Les Baux-de-Provence, France
June 13, 2019
Halfway up, the Alpilles in Les Baux served up stunning views of Provence. The valley was a green canvas on which shingle-roofed towns and winding roads were drawn. All these were framed by pale towering rocks misshapen by wind and water through the eons. I thought it was heaven until I read the overlook marker:
Standing at one end of the Les Baux valley, the Val d’Enfer, or Vale of Hell, exhibits its white sandstone cliffs sculpted by the elements. It gets its name from Dante’s description of “Hell” in his “Divine Comedy,” which was inspired by this very place. The gaping holes of the quarries, which have worked from ancient times to this day, amplify the strangely tormented appearance of this mineral landscape, carved into so many fantastic shapes.
One man’s heaven was another man’s hell. What I saw as enchantingly majestic rock formations, Dante saw as writhing souls paying the wages of sin. This perspective was even more apparent in Van Gogh’s paintings of the tortuous mountains. The Alpilles, after all, was nature’s work of art, a massive block of limestone chiseled by her fluid hands.
It was at the Alpilles that bauxite, a kind of rock with various industrial applications, was discovered and named after the village of Les Baux-de-Provence. That must have accounted for the amount of quarrying in the region.
For our last stop, we half-expected to be turned away. Somehow the gatekeeper at the counter let us through among the last visitors of the day. Our ticket covered two historical sites that deserved their own visit each: the village of Les Baux-en-Provence and the fortifications of Château des Baux. At close to 5 PM, we could hang around just one, and we chose the fortress.
Les Baux-de-Provence, restored to its medieval glory, was touted as one of the most picturesque villages in France. Not only did it have a front row view of otherworldly – or hellish – rock faces of the Alpilles, its cobbled streets and masonry preserved the town’s quaintness in stone, so to speak. We were walking in a living museum, an ancient settlement now thriving on tourism economy.
Without the luxury of time for museums, we made a quick stop at a souvenir shop called La Treille. It might as well have been an arsenal from the Middle Ages. Items for sale were mostly weapons, armors, and insignia. It showed how war was central to life and death in medieval times. Providing a counterpoint to the war-freak implements, a mural presumably evoking courtly love was propped up in the middle of the store. The princes of Les Baux were lovers too, not just fighters.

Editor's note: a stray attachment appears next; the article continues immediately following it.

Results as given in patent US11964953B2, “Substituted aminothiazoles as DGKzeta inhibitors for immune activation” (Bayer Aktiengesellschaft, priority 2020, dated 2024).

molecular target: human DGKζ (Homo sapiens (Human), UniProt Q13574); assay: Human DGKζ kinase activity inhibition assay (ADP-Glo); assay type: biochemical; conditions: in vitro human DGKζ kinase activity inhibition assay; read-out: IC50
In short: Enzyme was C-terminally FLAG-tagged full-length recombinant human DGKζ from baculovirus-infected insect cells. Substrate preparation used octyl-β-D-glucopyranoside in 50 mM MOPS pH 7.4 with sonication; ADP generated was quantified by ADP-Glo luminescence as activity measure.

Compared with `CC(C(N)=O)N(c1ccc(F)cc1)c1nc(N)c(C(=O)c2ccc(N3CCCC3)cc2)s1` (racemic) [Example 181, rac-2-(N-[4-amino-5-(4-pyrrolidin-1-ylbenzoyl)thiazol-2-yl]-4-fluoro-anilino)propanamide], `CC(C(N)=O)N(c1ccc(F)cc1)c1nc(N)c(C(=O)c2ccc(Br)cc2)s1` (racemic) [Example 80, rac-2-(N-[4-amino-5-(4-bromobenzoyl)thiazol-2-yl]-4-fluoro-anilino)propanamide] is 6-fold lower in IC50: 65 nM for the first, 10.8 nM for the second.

My nephew Dylan bought a medieval pocket knife as I wielded a medieval battle axe for a selfie. My fun poses with the crescent blade belied the gory deaths the close contact weapon caused in an actual battle. Foot soldiers chopped one another up in no more than an arm’s length. Their blood would have splattered and mixed together. I perished the thought.
Off we hiked up Rue du Château to a rocky pinnacle on which the majestic fortifications of Château des Baux were built. The historic monument was composed of the ruins of castle walls and keeps preserved from the 11th century. Informative panels throughout the château circuit did the job of audio guides we didn’t rent.
It made sense that a fort was set on this limestone outcrop. The panoramic view that was spectacular to visitors was a crucial component of defense back in the day, a vantage point for sentries to survey the valley and surrounding mountains. The massive rocks that adorned the landscape formed a natural foundation for the castle and citadel.
The rocky ridges served a more practical purpose before visitors scaled up irregular stone steps to see breathtaking, literally for the moderately difficult climb, views. What attracted out-of-towners like ourselves was originally what kept them out. How times had changed.
The remains of the castle left to the imagination how it was in the Middle Ages until the final attack that demolished it in 1632. That said, ruins of the castle keep and chapels, courtyards and cisterns had been preserved.
The prominent displays, though, were the replicas of medieval armaments. By this steep stronghold, a small plateau had been cleared to house siege engines: several catapults and a battering ram. Dylan, however, felt attacked as we strolled by lavender fields between ruins, not by mounted knights, but by bees and bugs swarming the flowers.
The largest trebuchet catapult in Europe stood on Les Baux. It could hurl smoldering rocks and tar balls to almost a hundred meters. This was a medieval version of a cannon as crossbows were of guns. Otherwise, wars were fought with infantrymen and cavalry in close proximity using swords and the aforementioned axe.
Another siege engine on display was the battering ram. Period movies gave a visual cue on how it worked. By ramming the long iron-tipped beam onto heavy gates and ramparts, the attacking army could lay siege to conquered fortresses. The rise and fall of the House of Baux lay on both defensive and offensive skills. As was always the case, its turbulent history fulfilled the biblical proverb, “Live by the sword, die by the sword.”
Dante Alighieri and Vincent van Gogh may have been on to something. They saw beyond the serene natural beauty of Les Baux. Perhaps the blood and tortured cries of warriors and women shaped their perception of the rugged and asymmetric forms of Alpilles rocks. While I saw heaven, they saw Hades.